Leaders of the gay rights movement are embroiled in a bitter and increasingly public debate over whether they should moderate their goals in the wake of bruising losses in November when 11 states approved constitutional amendments prohibiting same-sex marriages. In the past week alone, the Human Rights Campaign, the nation's largest gay and lesbian advocacy group, has accepted the resignation of its executive director, appointed its first non-gay board co-chairman and adopted a new, more moderate strategy, with less emphasis on legalizing same-sex marriages and more on strengthening personal relationships.
The leadership of the Human Rights Campaign, at a meeting last weekend in Las Vegas, concluded that the group must bow to political reality and moderate its message and its goals. One official said the group would consider supporting President Bush's efforts to privatize Social Security partly in exchange for the right of gay partners to receive benefits under the program. "The feeling this weekend in Las Vegas was that we had to get beyond the political and return to the personal," said Michael Berman, a Democratic lobbyist and consultant who was elected the first non-gay co-chairman of the Human Rights Campaign's board last week. "We need to reintroduce ourselves to America with the stories of our lives."
But others involved in the drive for gay and lesbian equality say the Human Rights Campaign's approach smacks of pre-emptive surrender and wrong-headed political calculation. "For a certain segment of the movement, for which I would certainly elect the H.R.C. as poster child, it means that the error was that we were wanting too much too fast," said Jonathan D. Katz, executive coordinator of the Larry Kramer Initiative for Lesbian and Gay Studies at Yale. "It is entirely characteristic for them to believe that what is required is a sort of retrenchment and a return to a more moderate message. They are, of course, completely wrong."
Mr. Katz and other aggressive advocates of gay rights said they believed that marriage rights were the key to winning fundamental equality for gay men and lesbians and that retreat from that struggle was self-defeating.
Well ... here's the thing.
I never had so much of a quarrel with the content of the gay marriage battle as the previous timing. It was clear that we were going to be used as the whipping boys for the right wing to stir up the faithful to get them to vote, and really, the election was going to be close enough without that.
Looked at fairly, that particular issue would never have had an easy time, no matter when in the election cycle it occurred. The right wing would always be able to use it as it was used, and having it pop up earlier or later within a four-year period really wouldn't have mattered that much to the results. The very concept of some sort of legal parity would always have terrified and revolted the same group of people who were terrified and revolted by it this time through.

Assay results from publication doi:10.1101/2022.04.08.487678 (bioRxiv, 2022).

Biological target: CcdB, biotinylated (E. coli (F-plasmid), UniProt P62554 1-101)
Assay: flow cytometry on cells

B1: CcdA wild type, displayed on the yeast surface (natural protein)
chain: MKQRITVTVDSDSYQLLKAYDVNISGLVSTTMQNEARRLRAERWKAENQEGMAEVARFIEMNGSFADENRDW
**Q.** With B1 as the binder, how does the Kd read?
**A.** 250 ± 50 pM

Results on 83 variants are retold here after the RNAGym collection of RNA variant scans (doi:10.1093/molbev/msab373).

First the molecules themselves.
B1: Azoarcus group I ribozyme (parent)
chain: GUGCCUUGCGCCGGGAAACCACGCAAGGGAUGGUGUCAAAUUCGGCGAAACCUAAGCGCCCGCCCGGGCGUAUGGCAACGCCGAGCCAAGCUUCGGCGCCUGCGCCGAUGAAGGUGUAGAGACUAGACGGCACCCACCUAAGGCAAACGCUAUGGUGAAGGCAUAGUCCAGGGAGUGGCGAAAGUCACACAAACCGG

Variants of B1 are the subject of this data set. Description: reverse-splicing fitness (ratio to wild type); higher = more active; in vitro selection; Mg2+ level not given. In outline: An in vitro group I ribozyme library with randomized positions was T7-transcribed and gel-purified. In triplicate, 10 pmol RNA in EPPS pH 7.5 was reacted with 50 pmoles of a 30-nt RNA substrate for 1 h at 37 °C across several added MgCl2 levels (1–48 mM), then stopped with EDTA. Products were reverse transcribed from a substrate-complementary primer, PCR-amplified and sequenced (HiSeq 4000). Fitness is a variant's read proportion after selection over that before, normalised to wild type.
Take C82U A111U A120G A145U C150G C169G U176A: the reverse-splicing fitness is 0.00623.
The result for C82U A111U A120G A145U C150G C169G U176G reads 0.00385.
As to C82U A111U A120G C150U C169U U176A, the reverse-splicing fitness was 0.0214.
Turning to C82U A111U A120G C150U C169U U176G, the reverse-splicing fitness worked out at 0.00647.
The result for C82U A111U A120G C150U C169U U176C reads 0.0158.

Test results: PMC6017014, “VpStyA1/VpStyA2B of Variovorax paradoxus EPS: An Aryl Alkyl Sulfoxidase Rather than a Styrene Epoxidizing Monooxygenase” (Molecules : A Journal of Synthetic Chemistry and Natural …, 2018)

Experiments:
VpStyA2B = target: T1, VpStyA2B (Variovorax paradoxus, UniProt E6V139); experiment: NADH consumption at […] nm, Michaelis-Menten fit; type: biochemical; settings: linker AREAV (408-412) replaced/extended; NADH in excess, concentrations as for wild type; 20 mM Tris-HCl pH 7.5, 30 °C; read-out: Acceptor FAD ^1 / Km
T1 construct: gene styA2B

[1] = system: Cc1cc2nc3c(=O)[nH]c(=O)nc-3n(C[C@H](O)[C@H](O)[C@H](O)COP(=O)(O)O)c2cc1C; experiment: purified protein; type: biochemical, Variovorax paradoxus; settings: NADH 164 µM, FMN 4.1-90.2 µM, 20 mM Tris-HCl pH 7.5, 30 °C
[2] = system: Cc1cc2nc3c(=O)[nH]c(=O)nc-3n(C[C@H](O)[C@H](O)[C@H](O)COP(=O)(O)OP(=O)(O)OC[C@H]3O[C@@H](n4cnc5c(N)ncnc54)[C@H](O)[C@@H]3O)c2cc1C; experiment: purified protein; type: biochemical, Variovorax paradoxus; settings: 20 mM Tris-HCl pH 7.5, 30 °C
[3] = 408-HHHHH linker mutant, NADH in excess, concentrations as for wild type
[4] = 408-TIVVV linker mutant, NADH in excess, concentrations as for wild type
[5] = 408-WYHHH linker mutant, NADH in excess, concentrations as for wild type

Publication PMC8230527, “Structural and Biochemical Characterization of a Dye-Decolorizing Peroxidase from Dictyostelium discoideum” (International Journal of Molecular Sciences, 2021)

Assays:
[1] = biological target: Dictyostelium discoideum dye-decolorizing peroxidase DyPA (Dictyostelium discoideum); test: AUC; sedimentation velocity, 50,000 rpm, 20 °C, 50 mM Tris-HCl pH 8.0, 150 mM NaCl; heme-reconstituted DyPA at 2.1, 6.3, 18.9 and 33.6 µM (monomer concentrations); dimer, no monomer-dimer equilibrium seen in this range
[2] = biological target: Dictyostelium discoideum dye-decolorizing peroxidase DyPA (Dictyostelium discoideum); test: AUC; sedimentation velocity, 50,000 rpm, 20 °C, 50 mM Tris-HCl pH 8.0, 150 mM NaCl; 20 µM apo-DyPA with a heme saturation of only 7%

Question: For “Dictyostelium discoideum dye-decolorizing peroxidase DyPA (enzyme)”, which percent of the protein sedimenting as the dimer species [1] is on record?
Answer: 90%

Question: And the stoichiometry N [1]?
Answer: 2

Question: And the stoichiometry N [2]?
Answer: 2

That said ... if HRC is seriously considering supporting privatizing Social Security in exchange for the rights of gay partners to receive benefits, then that is a spectacularly wrong-headed strategy. They would be willing to sacrifice the interests of all of the elderly poor and many widows/widowers of this country -- all of those people, mind -- to gain access to those benefits. More importantly, they would be portrayed as doing such, which would alienate a great many moderate people (and not a few gays and lesbians of all political stripes) who might otherwise be willing to support what they thought of as a reasonable request for equality.
Yes, I do understand that the idea is that it would be a sort of political tradeoff -- although, if HRC truly thinks that Bush wouldn't eagerly accept their support with one hand while selling them out with great enthusiasm with the other, then, again, they are absolute and utter fools. (Just ask the Log Cabin Republicans.) That isn't the sort of deal this president could ever honor, given his power base. It's not the sort of deal he would have the least interest in honoring.
The idea behind Social Security is that it's meant to provide a sort of minimum level secure income. While stock investments can produce quite high payoffs, they can also produce some spectacular busts. The one thing the stock market is not is secure. It is only simple justice that the widows and widowers of gay people should be allowed access to those same benefits. But it is not just or fair to sacrifice the interests of the program as a whole to gain those benefits.
(Something of a side note: only legal spouses and children are allowed access to social security dependent benefits. For example, I'm pretty sure that longterm live-in heterosexual partners can't designate their surviving partner to receive social security benefits. Allowing gay widows and widowers access to survivor benefits is, frankly, something Bush could not do, absent getting Congress to repeal the federal DOMA. And that, they simply will not do any time in the near future.)
It is interesting to note that the people pushing the privatization of Social Security are, for the most part, only those who will never need the program. The stock market is itching to get its hands on trillions of dollars of funds. The people actually directly affected by this, however, for the most part seem to be saying, "Um ... no. No, we just don't think so. Please stop."
Not that anybody's listening, of course.Posted by iain at December 09, 2004 12:11 PM